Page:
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Australia's "Big Dry" or "Millennium Drought" in New Perspective

Paper Reviewed
Barr, C., Tibby, J., Gell, P., Tyler, J., Zawadzki, A. and Jacobsen, G.E. 2014. Climate variability in south-eastern Australia over the last 1500 years inferred from the high-resolution diatom records of two crater lakes. Quaternary Science Reviews 95: 115-131.

Between 1997 and 2009, southeastern Australia experienced the most persistent drought since the start of the 20th century. Variously called the "Big Dry" by Ummenhofer et al. (2009) or the "Millennium Drought" by Bond et al. (2008), this protracted dry spell was said by Gergis et al. (2011) to be one of the most severe droughts on record, due to the effects of reduced rainfall being "exacerbated by elevated temperatures," as noted by Nicholls (2004) and Murphy and Timbal (2008). And in light of this information, many people were persuaded to believe that the rainfall decline across this part of the Australian continent was caused by climate change that was brought about by the ongoing rise in the atmosphere's CO2 concentration. But was this really the case?

In a study that sheds some much needed light on the subject, Barr et al. (2014) studied two crater lakes in southeast Australia, where fluctuations in lake-water conductivity - which is a proxy for effective moisture - were reconstructed at sub-decadal resolution over the past 1500 years, based on a statistically-robust diatom-conductivity transfer function. And at both of these sites, the data they obtained implied the existence of a multi-decadal drought, commencing ca 650 AD, which discovery led them to conclude that "the Big Dry was, in the context of the last 1500 years, a relatively minor event."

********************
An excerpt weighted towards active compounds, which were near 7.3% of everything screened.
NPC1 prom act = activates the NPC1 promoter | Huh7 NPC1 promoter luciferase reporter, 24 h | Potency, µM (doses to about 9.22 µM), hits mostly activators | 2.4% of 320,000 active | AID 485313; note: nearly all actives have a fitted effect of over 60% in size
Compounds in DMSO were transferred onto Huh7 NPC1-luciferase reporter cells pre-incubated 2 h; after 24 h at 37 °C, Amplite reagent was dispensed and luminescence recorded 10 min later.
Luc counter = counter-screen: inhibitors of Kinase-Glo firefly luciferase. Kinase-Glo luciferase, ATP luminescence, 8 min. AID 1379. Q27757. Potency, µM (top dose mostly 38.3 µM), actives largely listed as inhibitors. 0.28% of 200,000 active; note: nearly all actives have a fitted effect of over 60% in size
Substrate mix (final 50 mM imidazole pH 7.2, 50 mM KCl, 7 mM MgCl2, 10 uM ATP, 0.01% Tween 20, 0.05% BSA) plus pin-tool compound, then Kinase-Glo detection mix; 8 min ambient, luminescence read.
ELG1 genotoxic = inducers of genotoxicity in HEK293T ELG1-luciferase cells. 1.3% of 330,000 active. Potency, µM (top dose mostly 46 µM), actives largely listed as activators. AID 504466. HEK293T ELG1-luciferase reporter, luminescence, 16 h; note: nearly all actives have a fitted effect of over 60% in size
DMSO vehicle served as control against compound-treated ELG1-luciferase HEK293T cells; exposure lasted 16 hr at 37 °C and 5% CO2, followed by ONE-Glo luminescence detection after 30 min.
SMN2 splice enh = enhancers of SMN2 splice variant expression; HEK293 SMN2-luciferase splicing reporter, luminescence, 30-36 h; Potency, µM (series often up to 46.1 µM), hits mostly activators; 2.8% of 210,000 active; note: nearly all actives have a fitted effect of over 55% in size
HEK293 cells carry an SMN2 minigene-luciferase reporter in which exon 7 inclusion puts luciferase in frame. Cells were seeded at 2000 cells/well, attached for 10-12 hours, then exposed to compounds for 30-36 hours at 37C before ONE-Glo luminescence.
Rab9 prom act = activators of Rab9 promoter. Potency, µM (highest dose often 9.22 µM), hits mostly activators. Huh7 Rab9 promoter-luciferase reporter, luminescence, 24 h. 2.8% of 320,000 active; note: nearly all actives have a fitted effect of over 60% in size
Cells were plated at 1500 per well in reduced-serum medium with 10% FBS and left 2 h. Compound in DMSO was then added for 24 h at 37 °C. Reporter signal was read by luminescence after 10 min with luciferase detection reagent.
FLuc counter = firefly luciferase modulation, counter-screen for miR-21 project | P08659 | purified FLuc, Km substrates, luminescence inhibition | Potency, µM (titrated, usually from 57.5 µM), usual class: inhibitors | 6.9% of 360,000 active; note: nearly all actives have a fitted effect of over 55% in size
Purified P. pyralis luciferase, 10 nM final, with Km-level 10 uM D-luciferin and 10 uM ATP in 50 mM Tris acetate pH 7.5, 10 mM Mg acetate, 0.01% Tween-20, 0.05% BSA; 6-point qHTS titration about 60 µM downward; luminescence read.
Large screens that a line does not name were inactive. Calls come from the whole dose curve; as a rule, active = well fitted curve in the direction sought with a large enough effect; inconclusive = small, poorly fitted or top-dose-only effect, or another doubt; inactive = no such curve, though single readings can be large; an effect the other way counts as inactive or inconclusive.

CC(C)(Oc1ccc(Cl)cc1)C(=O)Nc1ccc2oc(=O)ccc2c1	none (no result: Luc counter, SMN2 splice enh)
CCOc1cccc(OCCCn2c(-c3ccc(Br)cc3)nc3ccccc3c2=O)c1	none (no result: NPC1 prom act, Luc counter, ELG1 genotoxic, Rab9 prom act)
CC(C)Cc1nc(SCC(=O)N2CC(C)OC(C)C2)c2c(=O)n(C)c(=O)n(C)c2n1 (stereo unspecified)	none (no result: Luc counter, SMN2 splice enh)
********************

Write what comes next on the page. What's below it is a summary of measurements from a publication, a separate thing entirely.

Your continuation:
Another thing we would hasten to add, in this regard, is the fact that the 650 AD multi-decadal drought occurred at a time when the atmosphere's CO2 concentration was something on the order of only 275 ppm, compared to today's much higher value of approximately 400 ppm, which further suggests that the air's CO2 content at the time of the recent "Millennium Drought" had essentially nothing to do with either its magnitude or its duration.

References
Bond, N.R., Lake, P.S. and Arthington, A.H. 2008. The impacts of drought on freshwater ecosystems: an Australian perspective. Hydrobiologia 600: 3-16.

Gergis, J., Gallant, A.J.E., Braganza, K., Karoly, D.J., Allen, K., Cullen, L., D'Arrigo, R., Goodwin, I., Grierson, P. and McGregor, S. 2011. On the long-term context of the 1997-2009 'Big Dry' in south-Eastern Australia: insights from a 206-year multi-proxy rainfall reconstruction. Climatic Change 111: 923-944.

Murphy, B.F. and Timbal, B. 2008. A review of recent climate variability and climate change in southeastern Australia. International Journal of Climatology 28: 859-879.

Nicholls, N. 2004. The changing nature of Australian droughts. Climatic Change 63: 323-336.

Ummenhofer, C., England, M., McIntosh, P., Meyers, G., Pook, M., Risbey, J., Gupta, A. and Taschetto, A. 2009. What causes southeast Australia's worst droughts. Geophysical Research Letters 36: 10.1029/2008GL036801.

Posted 11 November 2014